None of us is laughing now.
“From out of the dark I heard a booming voice. Like a trumpet blast and a growl all at once. It said, ‘Michael Prince … Michael Prince … The Bottom would like a word with you.’ ”
The flesh on my arms prickles.
“That voice was God’s, I’m certain of it,” says the priest. “He was calling me out on my pride, urging me back to humility. But He was also revealing a frightening name for Himself. The Bottom. The Bottom.”
This sermon hijacks my heart. I go about thinking of it nonstop. I know in my gut that the darkness that spoke to Father Prince was my darkness, the darkness of the path. And I know that the darkness, the Bottom, wants a word with me, too. God wants me to join a seminary, to pull a wild King Lear–like move and take Holy Orders.
I want to talk about this with Father Prince, but I’m scared to. I pace around on Copley Lawn one night, scuffing through fallen yellow leaves. Mason finds me.
“Hey, fuckface. What’re you stressing out about tonight?” I don’t answer. I’ve never told him about the Priesthood Ache, but he’s practically a mind reader.
“Schick, we’ve both got to go study abroad next year. Especially you.”
“Why especially me?”
“So we can get you away from these goddamn Jesuits. Enough of this Catholic bullshit. You really believe that you’re eating God’s body during Communion?”
I say that I think so. I say that it might be a mystical body, but it’s real.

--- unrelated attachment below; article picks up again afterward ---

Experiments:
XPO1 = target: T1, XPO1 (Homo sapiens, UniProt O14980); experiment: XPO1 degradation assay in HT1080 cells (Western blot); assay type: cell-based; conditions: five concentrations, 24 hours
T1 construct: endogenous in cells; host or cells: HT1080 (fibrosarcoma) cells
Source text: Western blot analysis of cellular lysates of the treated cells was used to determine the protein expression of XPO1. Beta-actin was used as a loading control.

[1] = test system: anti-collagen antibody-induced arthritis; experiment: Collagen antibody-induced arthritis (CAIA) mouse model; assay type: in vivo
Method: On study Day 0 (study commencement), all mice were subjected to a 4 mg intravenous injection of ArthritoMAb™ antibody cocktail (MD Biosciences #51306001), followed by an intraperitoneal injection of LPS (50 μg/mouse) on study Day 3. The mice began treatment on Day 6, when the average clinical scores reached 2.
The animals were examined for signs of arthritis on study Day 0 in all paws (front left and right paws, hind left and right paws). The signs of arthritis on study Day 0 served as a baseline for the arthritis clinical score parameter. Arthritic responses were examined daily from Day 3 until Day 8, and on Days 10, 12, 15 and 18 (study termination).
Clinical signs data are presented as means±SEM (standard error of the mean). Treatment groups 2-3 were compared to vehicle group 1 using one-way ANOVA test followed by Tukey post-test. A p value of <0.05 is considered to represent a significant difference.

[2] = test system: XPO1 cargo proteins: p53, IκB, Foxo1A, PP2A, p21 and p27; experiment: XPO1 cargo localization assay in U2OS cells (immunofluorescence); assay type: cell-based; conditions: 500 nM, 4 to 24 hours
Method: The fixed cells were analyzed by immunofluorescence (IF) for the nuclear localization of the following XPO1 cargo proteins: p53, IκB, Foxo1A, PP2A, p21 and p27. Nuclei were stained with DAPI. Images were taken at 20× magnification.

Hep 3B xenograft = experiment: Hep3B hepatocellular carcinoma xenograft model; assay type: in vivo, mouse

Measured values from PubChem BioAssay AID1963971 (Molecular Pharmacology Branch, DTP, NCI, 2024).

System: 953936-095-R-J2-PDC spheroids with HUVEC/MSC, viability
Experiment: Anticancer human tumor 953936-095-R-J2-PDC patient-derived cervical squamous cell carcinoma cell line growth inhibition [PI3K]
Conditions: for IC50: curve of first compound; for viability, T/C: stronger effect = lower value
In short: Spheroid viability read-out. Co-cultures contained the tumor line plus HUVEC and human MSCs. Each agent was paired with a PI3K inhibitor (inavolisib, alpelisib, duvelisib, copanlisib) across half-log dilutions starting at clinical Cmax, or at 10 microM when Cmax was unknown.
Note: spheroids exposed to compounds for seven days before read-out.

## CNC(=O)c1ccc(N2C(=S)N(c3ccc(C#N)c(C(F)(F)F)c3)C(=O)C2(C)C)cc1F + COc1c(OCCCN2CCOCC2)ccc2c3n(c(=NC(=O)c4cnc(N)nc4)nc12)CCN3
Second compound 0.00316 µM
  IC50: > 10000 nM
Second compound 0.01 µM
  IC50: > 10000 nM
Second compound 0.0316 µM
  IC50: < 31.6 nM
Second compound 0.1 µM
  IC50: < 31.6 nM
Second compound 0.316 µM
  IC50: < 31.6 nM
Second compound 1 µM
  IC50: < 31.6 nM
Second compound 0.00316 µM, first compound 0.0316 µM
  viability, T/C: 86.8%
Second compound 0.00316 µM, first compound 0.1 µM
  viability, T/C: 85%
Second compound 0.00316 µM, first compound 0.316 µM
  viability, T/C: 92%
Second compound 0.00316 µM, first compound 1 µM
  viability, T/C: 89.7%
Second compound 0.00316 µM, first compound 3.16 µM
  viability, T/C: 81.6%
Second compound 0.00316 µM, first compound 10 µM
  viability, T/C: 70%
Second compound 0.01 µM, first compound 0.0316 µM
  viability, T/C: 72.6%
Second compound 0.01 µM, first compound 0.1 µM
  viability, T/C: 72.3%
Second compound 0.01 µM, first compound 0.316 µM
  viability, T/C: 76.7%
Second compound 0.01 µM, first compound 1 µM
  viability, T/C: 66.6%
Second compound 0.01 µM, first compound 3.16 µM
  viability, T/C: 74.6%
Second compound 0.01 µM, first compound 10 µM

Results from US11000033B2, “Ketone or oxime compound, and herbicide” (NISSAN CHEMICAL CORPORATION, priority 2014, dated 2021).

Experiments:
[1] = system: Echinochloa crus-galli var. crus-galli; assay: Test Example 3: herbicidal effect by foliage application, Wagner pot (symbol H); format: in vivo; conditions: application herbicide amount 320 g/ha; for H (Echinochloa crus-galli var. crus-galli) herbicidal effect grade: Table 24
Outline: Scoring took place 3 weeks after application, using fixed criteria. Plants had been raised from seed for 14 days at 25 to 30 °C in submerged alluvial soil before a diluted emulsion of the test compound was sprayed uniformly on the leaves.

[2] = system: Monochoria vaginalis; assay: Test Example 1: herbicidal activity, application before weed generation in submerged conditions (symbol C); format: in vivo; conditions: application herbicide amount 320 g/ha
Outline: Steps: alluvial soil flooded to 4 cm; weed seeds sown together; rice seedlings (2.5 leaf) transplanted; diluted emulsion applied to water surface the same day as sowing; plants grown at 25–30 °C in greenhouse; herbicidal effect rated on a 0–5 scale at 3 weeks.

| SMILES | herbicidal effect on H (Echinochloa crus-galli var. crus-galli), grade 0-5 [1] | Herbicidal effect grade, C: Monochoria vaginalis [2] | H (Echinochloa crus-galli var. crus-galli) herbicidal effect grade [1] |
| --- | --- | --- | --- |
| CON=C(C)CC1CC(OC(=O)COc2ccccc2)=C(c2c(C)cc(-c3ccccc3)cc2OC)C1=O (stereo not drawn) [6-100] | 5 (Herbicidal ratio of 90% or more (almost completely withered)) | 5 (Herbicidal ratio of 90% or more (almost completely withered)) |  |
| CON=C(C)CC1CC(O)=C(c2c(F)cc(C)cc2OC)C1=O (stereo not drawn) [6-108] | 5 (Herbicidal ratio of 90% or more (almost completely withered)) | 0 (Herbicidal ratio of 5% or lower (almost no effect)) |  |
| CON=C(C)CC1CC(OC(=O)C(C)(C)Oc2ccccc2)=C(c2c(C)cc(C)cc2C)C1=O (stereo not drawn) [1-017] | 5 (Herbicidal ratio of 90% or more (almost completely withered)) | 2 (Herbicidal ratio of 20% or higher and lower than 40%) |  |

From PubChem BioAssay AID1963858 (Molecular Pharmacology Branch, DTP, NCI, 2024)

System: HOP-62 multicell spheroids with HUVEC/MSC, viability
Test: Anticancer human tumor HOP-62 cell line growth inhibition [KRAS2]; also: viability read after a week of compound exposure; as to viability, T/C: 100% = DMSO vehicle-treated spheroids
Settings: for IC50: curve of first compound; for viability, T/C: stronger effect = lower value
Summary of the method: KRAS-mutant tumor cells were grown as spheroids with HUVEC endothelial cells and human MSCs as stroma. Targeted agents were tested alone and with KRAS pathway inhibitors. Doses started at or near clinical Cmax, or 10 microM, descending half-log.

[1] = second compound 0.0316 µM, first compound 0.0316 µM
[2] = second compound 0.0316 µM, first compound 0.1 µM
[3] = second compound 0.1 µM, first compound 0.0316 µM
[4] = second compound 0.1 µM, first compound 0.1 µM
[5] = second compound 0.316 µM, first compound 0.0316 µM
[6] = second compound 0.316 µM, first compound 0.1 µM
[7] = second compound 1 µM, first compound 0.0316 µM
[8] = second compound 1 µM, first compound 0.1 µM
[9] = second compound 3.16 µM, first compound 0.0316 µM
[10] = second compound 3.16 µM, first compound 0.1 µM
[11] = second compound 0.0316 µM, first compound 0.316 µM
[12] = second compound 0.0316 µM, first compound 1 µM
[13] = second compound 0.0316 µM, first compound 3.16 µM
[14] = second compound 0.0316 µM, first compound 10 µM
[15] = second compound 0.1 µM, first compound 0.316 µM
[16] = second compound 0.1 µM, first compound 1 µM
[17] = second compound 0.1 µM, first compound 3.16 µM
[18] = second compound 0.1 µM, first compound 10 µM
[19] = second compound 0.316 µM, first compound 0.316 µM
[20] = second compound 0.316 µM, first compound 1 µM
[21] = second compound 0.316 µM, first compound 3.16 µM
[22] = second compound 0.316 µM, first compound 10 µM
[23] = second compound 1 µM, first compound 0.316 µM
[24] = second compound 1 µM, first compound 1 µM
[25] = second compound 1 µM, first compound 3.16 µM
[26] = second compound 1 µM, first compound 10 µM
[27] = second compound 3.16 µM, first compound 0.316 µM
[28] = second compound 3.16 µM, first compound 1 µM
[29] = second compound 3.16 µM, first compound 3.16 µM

“Then you know what that makes you, Schick? A motherfucking cannibal!” Mason brays his wild laugh, but he’s not kidding. “If this Catholic crap is so important, how come you’re screwing Mara every other minute? Not that you shouldn’t be.”
I have no answer. I’m guilty as charged. Mara and I can’t stay away from each other. We meet each night in the library. When we get hungry we quit studying and walk to a nearby deli to buy pasta and Paul Newman’s red sauce and we go back to her row house and eat.
Afterward in her bunk bed we ravage each other. There’s no moan that she makes that I don’t carry down inside me. I’m falling for everything about her. After sex we lie naked, listening to music.
One night she puts on The Alarm’s “Walk Forever by My Side.”
“Really listen.” She pets my face. “It’s my favorite song.”
I have my head resting on her abdomen, by her ribs. There’s a scent to her skin here that I can’t get enough of, a smell that’s floral and lightly spicy. I want no man ever to have smelled it before me, just like I want Mara not to be agnostic, which she has said that she is.